Pufferfish are among some of the most poisonous vertebrae in the world, yet are eaten as a delicacy in many Asian countries, including China. Though the fish do not produce the toxin themselves, they eat something that does, causing a buildup of the toxin in certain organs, with the liver, in particular, being the most poisonous. The origins of the toxin are still debated by scientists. Their gonads, intestines, and skin also contain the neurotoxin tetrodotoxin, which is far more of a potent poison than arsenic or cyanide. There is no known antidote.
Symptoms start within 20 minutes to 2 hours after eating the toxic fish. Initial symptoms include tingling of the lips and mouth, followed by dizziness, tingling in the extremities, problems with speaking, balance, muscle weakness and paralysis, vomiting, and diarrhea. The toxin works by blocking sodium in nerve synapses so that the brain can no longer send signals to the rest of your body. When it kills, it’s because your lungs are no longer able to be told to breathe, so you suffocate.
About 60% of the people who die from poisoning suffer what the U.S. Food and Drug Administration deems a “rapid and violent death.” Many die from eating the liver which aficionados say is “ a great delicacy; once you eat, you can not stop.”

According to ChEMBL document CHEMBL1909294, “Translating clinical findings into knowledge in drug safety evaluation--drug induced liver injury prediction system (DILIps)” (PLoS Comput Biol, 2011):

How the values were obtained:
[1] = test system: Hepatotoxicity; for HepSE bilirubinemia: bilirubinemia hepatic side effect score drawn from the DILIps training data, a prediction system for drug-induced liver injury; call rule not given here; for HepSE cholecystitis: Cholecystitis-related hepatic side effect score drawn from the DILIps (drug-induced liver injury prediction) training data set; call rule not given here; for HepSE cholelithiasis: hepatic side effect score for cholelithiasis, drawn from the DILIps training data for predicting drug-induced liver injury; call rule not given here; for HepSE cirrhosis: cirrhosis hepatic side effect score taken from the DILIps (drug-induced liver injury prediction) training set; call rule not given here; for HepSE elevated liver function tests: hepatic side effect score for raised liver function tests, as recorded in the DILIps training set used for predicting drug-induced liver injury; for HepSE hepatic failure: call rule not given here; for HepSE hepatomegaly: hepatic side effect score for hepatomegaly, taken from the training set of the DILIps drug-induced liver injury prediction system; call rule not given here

Also known by its Japanese name fugu, the dish is so sought after that many people still take the risk. The Japanese eat over 10,000 tons annually, with heavily policed handling- only licensed chefs can buy and handle the whole pufferfish, which is prohibited to sell to the general public. In the EU, fish of this entire genus are completely prohibited for sale. In the USA, all pufferfish is illegal for consumption or sale, unless it is imported from these licensed and highly trained Japanese chefs. And even so, only 17 restaurants are allowed to put it on a menu, 12 of them being in New York City.